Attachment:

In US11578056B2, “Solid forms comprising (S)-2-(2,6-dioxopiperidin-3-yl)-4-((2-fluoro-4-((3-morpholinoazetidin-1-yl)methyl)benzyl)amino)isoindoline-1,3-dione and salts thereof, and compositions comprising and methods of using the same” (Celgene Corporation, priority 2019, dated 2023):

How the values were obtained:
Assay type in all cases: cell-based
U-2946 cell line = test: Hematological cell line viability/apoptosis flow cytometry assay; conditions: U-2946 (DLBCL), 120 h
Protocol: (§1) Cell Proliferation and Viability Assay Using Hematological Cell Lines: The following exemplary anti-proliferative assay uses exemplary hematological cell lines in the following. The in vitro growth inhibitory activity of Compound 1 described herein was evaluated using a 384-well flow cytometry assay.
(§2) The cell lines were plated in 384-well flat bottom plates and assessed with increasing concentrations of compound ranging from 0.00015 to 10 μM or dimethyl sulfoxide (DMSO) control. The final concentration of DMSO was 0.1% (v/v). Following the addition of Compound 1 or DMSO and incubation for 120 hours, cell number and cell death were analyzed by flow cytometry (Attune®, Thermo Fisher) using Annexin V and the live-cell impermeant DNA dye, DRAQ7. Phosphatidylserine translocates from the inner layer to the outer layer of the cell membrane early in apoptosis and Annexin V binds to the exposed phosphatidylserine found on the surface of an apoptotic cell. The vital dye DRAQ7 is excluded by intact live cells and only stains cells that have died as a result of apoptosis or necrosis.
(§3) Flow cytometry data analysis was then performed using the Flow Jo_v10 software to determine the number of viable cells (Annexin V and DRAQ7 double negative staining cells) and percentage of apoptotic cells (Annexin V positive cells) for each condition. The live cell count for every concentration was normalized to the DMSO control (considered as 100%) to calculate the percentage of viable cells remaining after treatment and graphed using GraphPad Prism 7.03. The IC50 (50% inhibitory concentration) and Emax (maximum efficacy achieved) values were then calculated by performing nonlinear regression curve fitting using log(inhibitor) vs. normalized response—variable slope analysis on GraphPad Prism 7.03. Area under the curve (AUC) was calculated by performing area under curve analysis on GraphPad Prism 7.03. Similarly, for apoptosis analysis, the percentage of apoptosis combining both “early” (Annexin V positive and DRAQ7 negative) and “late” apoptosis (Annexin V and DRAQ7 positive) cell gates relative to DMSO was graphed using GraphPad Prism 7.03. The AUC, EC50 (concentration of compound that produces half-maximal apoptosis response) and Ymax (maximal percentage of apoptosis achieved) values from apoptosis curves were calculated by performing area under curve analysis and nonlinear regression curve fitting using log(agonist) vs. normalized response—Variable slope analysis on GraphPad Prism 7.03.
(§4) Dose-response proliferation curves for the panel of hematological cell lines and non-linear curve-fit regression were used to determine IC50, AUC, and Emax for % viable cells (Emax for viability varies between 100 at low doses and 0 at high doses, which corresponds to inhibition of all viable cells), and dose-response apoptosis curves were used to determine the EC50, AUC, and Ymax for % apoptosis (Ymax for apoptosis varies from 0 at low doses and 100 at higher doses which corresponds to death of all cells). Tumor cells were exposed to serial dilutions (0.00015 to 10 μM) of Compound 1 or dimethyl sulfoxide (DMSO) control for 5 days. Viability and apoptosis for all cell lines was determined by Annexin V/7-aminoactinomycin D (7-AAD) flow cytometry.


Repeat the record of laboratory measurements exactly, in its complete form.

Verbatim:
In US11578056B2, “Solid forms comprising (S)-2-(2,6-dioxopiperidin-3-yl)-4-((2-fluoro-4-((3-morpholinoazetidin-1-yl)methyl)benzyl)amino)isoindoline-1,3-dione and salts thereof, and compositions comprising and methods of using the same” (Celgene Corporation, priority 2019, dated 2023):

How the values were obtained:
Assay type in all cases: cell-based
U-2946 cell line = test: Hematological cell line viability/apoptosis flow cytometry assay; conditions: U-2946 (DLBCL), 120 h
Protocol: (§1) Cell Proliferation and Viability Assay Using Hematological Cell Lines: The following exemplary anti-proliferative assay uses exemplary hematological cell lines in the following. The in vitro growth inhibitory activity of Compound 1 described herein was evaluated using a 384-well flow cytometry assay.
(§2) The cell lines were plated in 384-well flat bottom plates and assessed with increasing concentrations of compound ranging from 0.00015 to 10 μM or dimethyl sulfoxide (DMSO) control. The final concentration of DMSO was 0.1% (v/v). Following the addition of Compound 1 or DMSO and incubation for 120 hours, cell number and cell death were analyzed by flow cytometry (Attune®, Thermo Fisher) using Annexin V and the live-cell impermeant DNA dye, DRAQ7. Phosphatidylserine translocates from the inner layer to the outer layer of the cell membrane early in apoptosis and Annexin V binds to the exposed phosphatidylserine found on the surface of an apoptotic cell. The vital dye DRAQ7 is excluded by intact live cells and only stains cells that have died as a result of apoptosis or necrosis.
(§3) Flow cytometry data analysis was then performed using the Flow Jo_v10 software to determine the number of viable cells (Annexin V and DRAQ7 double negative staining cells) and percentage of apoptotic cells (Annexin V positive cells) for each condition. The live cell count for every concentration was normalized to the DMSO control (considered as 100%) to calculate the percentage of viable cells remaining after treatment and graphed using GraphPad Prism 7.03. The IC50 (50% inhibitory concentration) and Emax (maximum efficacy achieved) values were then calculated by performing nonlinear regression curve fitting using log(inhibitor) vs. normalized response—variable slope analysis on GraphPad Prism 7.03. Area under the curve (AUC) was calculated by performing area under curve analysis on GraphPad Prism 7.03. Similarly, for apoptosis analysis, the percentage of apoptosis combining both “early” (Annexin V positive and DRAQ7 negative) and “late” apoptosis (Annexin V and DRAQ7 positive) cell gates relative to DMSO was graphed using GraphPad Prism 7.03. The AUC, EC50 (concentration of compound that produces half-maximal apoptosis response) and Ymax (maximal percentage of apoptosis achieved) values from apoptosis curves were calculated by performing area under curve analysis and nonlinear regression curve fitting using log(agonist) vs. normalized response—Variable slope analysis on GraphPad Prism 7.03.
(§4) Dose-response proliferation curves for the panel of hematological cell lines and non-linear curve-fit regression were used to determine IC50, AUC, and Emax for % viable cells (Emax for viability varies between 100 at low doses and 0 at high doses, which corresponds to inhibition of all viable cells), and dose-response apoptosis curves were used to determine the EC50, AUC, and Ymax for % apoptosis (Ymax for apoptosis varies from 0 at low doses and 100 at higher doses which corresponds to death of all cells). Tumor cells were exposed to serial dilutions (0.00015 to 10 μM) of Compound 1 or dimethyl sulfoxide (DMSO) control for 5 days. Viability and apoptosis for all cell lines was determined by Annexin V/7-aminoactinomycin D (7-AAD) flow cytometry.